3. Remove from heat. Cool completely at room temperature and then chill in refrigerator. Cranberry sauce will thicken as it cools.

Cranberry sauce base makes 2 1/4 cups.

Note: If the cranberries have not all burst, then they will be bitter. I think it may be better to do too much than too little bursting of the crans.

Merry Christmas!

May your holidays be cheerful and your family realize it is blessed.

God, please be with our nation during this holiday season. Be with our leaders and their families. Show them your love. Be with our military and their families. Give them peace. And those military, God, who are far from their families this holiday season, I ask that you give them and their families joy.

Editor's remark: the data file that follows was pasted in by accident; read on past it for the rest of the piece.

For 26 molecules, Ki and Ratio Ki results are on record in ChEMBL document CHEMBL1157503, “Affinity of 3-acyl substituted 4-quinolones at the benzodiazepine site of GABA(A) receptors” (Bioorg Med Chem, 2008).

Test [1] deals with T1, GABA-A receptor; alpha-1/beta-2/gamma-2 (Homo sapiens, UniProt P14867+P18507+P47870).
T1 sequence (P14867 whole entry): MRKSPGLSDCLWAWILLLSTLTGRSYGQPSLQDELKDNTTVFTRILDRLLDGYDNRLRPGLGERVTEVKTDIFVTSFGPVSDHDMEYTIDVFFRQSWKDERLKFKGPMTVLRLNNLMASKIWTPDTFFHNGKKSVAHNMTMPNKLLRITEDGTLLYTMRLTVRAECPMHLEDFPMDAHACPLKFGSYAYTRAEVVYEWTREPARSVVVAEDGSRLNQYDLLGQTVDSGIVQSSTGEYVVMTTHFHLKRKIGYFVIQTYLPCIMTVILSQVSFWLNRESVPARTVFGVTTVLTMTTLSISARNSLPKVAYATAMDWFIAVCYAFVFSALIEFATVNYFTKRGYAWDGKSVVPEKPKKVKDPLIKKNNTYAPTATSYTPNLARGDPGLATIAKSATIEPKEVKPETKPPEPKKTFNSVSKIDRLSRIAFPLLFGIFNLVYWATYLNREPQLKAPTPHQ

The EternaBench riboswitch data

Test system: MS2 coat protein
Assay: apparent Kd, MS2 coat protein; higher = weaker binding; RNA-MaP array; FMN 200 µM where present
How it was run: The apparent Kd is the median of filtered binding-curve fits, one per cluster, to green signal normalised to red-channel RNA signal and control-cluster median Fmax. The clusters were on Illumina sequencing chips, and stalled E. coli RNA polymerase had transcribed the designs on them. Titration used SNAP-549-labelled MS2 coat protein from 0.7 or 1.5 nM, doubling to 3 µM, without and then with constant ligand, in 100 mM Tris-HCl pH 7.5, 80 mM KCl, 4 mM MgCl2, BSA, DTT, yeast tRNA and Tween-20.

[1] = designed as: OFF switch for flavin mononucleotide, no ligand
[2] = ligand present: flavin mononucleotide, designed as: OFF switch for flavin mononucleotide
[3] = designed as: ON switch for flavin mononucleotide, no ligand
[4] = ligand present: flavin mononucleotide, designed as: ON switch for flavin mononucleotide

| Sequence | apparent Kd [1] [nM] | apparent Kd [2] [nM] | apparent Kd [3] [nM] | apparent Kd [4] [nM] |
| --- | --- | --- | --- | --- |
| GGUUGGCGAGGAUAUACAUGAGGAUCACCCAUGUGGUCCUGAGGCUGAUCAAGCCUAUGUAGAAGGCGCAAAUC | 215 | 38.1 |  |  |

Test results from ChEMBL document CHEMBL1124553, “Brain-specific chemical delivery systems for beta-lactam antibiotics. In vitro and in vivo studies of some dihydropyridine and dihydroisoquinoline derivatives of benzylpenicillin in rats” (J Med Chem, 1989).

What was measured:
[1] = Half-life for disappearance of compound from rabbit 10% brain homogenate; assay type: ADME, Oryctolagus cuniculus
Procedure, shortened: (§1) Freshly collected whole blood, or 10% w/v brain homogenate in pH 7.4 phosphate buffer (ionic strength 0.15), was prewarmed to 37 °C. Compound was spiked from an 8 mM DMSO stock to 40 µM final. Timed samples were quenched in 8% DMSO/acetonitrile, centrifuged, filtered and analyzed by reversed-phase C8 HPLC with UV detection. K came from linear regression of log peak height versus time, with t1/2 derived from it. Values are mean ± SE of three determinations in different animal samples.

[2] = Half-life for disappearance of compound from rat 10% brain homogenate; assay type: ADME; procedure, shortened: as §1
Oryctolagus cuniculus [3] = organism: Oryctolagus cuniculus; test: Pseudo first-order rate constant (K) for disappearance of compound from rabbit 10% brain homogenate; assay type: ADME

God, there are Christians around the world who cannot worship you freely. I thank you for my ability to do that. I ask you to bless those who cannot with a sure knowledge of your presence in their lives.

Thank you, God, for sending your son and giving us something to celebrate this Christmas.

High school versus college

Murray State has a good presentation of the differences between the two.

This might be useful in teaching, for a beginning of class discussion. Or for background information for people who are the first in their families to go to college (most of my students at CC2).

Wine for your health.

It’s an antiseptic.

Another use of wine that has been recognized for millennia is the antiseptic qualities of wine. The germ-killing qualities of wine are greater than the same proportion of alcohol in water – and a good natural wine is not as damaging to the flesh as some strong antiseptics are.